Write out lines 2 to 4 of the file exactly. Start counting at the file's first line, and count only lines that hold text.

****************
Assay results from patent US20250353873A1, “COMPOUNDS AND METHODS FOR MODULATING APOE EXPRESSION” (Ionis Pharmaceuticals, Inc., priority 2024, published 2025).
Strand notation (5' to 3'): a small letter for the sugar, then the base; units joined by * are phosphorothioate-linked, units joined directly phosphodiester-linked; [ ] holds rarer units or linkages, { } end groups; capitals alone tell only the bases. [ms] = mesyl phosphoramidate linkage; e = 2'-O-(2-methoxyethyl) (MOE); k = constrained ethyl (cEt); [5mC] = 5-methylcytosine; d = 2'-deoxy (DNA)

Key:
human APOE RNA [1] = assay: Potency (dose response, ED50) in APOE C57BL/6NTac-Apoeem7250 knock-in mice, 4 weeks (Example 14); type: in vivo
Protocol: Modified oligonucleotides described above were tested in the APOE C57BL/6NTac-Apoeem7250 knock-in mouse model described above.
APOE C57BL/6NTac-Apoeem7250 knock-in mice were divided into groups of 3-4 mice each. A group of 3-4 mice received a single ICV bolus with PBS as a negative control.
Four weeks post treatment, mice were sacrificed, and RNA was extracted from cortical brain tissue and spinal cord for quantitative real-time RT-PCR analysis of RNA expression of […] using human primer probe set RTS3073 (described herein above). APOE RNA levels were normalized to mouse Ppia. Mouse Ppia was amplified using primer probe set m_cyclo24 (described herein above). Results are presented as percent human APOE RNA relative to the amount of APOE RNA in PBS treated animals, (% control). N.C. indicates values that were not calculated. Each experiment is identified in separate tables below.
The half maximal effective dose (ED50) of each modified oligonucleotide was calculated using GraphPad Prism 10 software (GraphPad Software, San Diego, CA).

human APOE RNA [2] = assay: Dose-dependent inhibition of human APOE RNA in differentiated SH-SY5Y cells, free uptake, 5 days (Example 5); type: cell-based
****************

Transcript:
Strand notation (5' to 3'): a small letter for the sugar, then the base; units joined by * are phosphorothioate-linked, units joined directly phosphodiester-linked; [ ] holds rarer units or linkages, { } end groups; capitals alone tell only the bases. [ms] = mesyl phosphoramidate linkage; e = 2'-O-(2-methoxyethyl) (MOE); k = constrained ethyl (cEt); [5mC] = 5-methylcytosine; d = 2'-deoxy (DNA)

Key:
human APOE RNA [1] = assay: Potency (dose response, ED50) in APOE C57BL/6NTac-Apoeem7250 knock-in mice, 4 weeks (Example 14); type: in vivo